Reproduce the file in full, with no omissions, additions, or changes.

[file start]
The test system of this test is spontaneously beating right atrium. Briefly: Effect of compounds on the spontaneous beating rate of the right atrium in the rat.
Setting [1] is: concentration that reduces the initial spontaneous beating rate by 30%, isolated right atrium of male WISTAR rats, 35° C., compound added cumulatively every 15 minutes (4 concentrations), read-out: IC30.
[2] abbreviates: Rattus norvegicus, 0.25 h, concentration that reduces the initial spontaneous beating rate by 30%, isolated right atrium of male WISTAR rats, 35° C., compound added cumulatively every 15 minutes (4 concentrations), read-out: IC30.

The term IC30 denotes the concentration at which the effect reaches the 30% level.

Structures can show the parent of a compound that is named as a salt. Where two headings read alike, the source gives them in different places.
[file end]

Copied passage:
The test system of this test is spontaneously beating right atrium. Briefly: Effect of compounds on the spontaneous beating rate of the right atrium in the rat.
Setting [1] is: concentration that reduces the initial spontaneous beating rate by 30%, isolated right atrium of male WISTAR rats, 35° C., compound added cumulatively every 15 minutes (4 concentrations), read-out: IC30.
[2] abbreviates: Rattus norvegicus, 0.25 h, concentration that reduces the initial spontaneous beating rate by 30%, isolated right atrium of male WISTAR rats, 35° C., compound added cumulatively every 15 minutes (4 concentrations), read-out: IC30.

The term IC30 denotes the concentration at which the effect reaches the 30% level.

Structures can show the parent of a compound that is named as a salt. Where two headings read alike, the source gives them in different places.